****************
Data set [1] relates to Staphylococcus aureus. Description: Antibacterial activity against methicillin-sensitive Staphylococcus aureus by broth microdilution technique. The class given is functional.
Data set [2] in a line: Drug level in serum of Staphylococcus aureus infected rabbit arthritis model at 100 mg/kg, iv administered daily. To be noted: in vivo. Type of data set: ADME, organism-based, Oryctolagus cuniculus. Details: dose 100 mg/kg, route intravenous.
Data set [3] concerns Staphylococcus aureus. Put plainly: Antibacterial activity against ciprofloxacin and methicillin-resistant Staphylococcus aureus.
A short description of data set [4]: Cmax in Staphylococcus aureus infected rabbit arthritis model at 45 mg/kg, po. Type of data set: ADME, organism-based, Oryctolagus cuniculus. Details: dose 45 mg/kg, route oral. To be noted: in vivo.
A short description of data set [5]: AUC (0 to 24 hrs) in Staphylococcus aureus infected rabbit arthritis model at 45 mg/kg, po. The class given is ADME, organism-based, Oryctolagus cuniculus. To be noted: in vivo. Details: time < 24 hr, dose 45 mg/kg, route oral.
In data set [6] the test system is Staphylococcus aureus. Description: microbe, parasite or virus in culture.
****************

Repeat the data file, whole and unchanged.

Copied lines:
Data set [1] relates to Staphylococcus aureus. Description: Antibacterial activity against methicillin-sensitive Staphylococcus aureus by broth microdilution technique. The class given is functional.
Data set [2] in a line: Drug level in serum of Staphylococcus aureus infected rabbit arthritis model at 100 mg/kg, iv administered daily. To be noted: in vivo. Type of data set: ADME, organism-based, Oryctolagus cuniculus. Details: dose 100 mg/kg, route intravenous.
Data set [3] concerns Staphylococcus aureus. Put plainly: Antibacterial activity against ciprofloxacin and methicillin-resistant Staphylococcus aureus.
A short description of data set [4]: Cmax in Staphylococcus aureus infected rabbit arthritis model at 45 mg/kg, po. Type of data set: ADME, organism-based, Oryctolagus cuniculus. Details: dose 45 mg/kg, route oral. To be noted: in vivo.
A short description of data set [5]: AUC (0 to 24 hrs) in Staphylococcus aureus infected rabbit arthritis model at 45 mg/kg, po. The class given is ADME, organism-based, Oryctolagus cuniculus. To be noted: in vivo. Details: time < 24 hr, dose 45 mg/kg, route oral.
In data set [6] the test system is Staphylococcus aureus. Description: microbe, parasite or virus in culture.